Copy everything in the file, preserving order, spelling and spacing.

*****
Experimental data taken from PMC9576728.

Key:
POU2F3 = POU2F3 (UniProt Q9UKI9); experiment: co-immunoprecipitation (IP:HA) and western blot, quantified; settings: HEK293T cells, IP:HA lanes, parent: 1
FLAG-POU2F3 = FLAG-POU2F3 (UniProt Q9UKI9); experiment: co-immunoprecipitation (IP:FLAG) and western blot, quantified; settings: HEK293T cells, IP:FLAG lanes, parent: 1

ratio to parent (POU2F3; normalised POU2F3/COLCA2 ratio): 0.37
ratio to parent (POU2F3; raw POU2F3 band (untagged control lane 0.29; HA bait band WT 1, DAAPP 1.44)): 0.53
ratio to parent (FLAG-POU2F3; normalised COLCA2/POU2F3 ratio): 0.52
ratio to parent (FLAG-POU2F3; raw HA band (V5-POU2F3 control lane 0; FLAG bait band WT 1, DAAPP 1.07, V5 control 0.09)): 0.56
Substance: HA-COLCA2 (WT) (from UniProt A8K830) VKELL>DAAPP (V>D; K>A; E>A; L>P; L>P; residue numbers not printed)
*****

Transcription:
Experimental data taken from PMC9576728.

Key:
POU2F3 = POU2F3 (UniProt Q9UKI9); experiment: co-immunoprecipitation (IP:HA) and western blot, quantified; settings: HEK293T cells, IP:HA lanes, parent: 1
FLAG-POU2F3 = FLAG-POU2F3 (UniProt Q9UKI9); experiment: co-immunoprecipitation (IP:FLAG) and western blot, quantified; settings: HEK293T cells, IP:FLAG lanes, parent: 1

ratio to parent (POU2F3; normalised POU2F3/COLCA2 ratio): 0.37
ratio to parent (POU2F3; raw POU2F3 band (untagged control lane 0.29; HA bait band WT 1, DAAPP 1.44)): 0.53
ratio to parent (FLAG-POU2F3; normalised COLCA2/POU2F3 ratio): 0.52
ratio to parent (FLAG-POU2F3; raw HA band (V5-POU2F3 control lane 0; FLAG bait band WT 1, DAAPP 1.07, V5 control 0.09)): 0.56
Substance: HA-COLCA2 (WT) (from UniProt A8K830) VKELL>DAAPP (V>D; K>A; E>A; L>P; L>P; residue numbers not printed)